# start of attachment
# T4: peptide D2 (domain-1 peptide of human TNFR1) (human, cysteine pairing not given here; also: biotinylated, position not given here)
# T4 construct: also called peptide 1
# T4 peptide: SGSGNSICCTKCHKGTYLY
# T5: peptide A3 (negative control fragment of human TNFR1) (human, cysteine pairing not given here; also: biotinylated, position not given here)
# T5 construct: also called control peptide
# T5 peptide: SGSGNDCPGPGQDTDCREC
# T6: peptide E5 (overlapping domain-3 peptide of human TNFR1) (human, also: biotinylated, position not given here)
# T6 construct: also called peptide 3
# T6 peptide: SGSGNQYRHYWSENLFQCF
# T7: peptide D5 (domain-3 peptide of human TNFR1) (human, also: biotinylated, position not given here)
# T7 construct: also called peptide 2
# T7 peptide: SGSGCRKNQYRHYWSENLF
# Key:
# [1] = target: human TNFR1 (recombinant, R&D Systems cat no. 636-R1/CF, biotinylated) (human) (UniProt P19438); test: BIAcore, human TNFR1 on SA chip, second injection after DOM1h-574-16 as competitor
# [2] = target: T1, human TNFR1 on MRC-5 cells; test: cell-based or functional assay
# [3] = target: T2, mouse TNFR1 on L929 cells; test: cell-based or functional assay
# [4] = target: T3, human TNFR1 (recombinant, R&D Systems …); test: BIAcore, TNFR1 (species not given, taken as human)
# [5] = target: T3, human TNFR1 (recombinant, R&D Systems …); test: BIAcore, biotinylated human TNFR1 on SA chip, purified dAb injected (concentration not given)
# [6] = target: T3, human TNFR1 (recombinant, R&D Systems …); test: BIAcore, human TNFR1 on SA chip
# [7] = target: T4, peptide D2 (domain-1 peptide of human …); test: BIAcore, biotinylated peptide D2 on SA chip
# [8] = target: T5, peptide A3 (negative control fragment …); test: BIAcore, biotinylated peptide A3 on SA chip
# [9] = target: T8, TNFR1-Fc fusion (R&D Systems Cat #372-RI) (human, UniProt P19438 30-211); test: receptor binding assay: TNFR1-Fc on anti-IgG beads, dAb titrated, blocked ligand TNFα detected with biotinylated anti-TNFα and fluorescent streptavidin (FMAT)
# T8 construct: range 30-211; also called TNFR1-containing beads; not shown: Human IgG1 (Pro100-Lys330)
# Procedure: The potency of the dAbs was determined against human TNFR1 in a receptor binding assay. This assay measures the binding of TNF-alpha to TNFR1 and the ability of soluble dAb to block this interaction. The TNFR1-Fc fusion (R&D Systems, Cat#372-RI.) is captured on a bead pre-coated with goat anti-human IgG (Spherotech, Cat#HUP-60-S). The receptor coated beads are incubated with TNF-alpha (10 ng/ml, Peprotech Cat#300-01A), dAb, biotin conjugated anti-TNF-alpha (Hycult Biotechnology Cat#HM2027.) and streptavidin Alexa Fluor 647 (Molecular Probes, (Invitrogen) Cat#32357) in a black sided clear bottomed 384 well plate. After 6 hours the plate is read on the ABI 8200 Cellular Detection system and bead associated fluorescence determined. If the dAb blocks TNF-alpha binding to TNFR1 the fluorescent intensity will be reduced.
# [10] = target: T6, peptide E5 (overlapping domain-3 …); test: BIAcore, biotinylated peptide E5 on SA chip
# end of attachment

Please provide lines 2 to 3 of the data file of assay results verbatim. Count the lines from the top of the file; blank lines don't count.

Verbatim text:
# T4 construct: also called peptide 1
# T4 peptide: SGSGNSICCTKCHKGTYLY